Now that my period of being insanely busy is (mostly) behind me, I decided to pull the trigger on a month of XBox Game Pass for PC. Even if I only play one of the games that I’m interested in – or play a couple long enough to realize that they’re just not for me – I will have gotten my dollar’s worth out of it.
With a free month of Origin Access starting on November 1st, I’m currently a little bit overwhelmed, so I decided to start making some notes on the games that interest me on both services.
XBox Game Pass for PC
- We Happy Few
- Where the Water Tastes Like Wine
- Night Call
This is actually more or less in order for me – I’ve been curious about We Happy Few for a long time (and I adored Contrast), but it’s not anything I would ever consider paying AAA pricing for. That makes it a perfect candidate for me to try out via subscription. Both Prey and Vampyr are games that I expect to pick up on sale or in a bundle at some point, so if I don’t get to them now, it’s not a big deal for me.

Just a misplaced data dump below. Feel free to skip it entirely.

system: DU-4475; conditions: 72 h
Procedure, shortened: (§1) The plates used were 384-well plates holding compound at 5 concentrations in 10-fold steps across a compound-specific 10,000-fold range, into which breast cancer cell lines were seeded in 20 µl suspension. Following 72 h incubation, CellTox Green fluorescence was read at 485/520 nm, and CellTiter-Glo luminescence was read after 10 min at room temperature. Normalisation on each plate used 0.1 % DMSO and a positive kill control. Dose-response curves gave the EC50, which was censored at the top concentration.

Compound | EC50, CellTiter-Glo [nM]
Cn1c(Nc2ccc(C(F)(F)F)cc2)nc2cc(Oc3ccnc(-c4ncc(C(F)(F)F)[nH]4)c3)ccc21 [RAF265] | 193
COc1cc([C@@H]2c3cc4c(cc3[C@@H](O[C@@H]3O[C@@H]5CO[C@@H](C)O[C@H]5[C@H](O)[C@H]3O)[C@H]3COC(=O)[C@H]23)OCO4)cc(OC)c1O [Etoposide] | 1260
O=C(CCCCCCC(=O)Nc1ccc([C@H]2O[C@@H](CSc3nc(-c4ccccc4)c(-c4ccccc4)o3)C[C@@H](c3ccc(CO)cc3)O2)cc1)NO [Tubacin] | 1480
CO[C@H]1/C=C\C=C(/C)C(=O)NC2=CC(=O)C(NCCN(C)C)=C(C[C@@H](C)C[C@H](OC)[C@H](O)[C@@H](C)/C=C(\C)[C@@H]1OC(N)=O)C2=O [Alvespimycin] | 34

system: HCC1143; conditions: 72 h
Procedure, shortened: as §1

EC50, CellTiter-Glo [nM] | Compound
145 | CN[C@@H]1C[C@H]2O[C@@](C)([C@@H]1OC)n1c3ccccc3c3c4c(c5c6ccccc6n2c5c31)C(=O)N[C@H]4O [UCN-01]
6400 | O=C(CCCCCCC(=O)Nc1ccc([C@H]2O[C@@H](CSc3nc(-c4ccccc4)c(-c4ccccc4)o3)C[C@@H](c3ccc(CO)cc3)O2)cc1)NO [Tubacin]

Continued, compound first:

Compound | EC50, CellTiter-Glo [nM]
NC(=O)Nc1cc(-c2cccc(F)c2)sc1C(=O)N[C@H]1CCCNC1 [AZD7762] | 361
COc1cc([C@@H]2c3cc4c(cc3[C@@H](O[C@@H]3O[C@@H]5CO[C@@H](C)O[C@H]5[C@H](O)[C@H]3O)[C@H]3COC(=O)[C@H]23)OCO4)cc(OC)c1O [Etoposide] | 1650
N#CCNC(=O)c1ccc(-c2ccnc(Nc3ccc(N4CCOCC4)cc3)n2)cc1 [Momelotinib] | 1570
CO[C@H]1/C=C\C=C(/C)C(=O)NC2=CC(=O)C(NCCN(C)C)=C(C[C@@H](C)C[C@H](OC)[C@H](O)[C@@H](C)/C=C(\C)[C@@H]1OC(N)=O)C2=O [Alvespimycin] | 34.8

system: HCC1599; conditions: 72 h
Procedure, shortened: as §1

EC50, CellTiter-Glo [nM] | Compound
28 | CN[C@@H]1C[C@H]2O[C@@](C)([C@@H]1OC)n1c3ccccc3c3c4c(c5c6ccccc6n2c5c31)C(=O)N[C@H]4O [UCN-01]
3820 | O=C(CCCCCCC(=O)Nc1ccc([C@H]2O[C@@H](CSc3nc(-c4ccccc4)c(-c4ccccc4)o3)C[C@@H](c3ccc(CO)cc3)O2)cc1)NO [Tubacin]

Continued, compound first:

Origin Access Basic
I struggled a little more to fine Origin Access games that were of interest – I will absolutely play through Unravel (and the sequel, if I enjoy it). The rest of this list is basically things I’m interested in, but not interested in enough to buy just yet. I might play through one, or treat them all like demos to pinpoint which of them I’d actually want to add to my library.
Probably the biggest thing I’m learning is that I am so far from the target market for most of these services. I was underwhelmed by the UPlay+ selection last month, Origin Access has never had enough that interested me to pony up a measly $5 a month, and although the XBox Game Pass looks pretty good for $1 (and admittedly, still pretty good for $5), it’s not anything I’m likely to keep paying for once it hits its full price.
These big brand-name services are – I’m sure – more appealing for folks who haven’t been compulsively collecting free and cheap games for the past five or so years, as well as those who want to jump on the latest hot new multiplayer titles.
Still, I’ve been enjoying the opportunity to sample from all of these gaming buffets without taking a big hit to my wallet, and I have to acknowledge that anyway you look at it, it’s cheap entertainment.
… at least, if you can choose just one. As someone who subscribes to more television streaming services than I care to admit, I can also see how it would add up fast.
More interestingly, I’m keeping an eye on how all these subscription services are going to effect more traditional game publishing, as they become more popular. Just as digital downloads have all but replaced physical PC games, will subscription services be the next big thing for gaming? I guess we’ll see.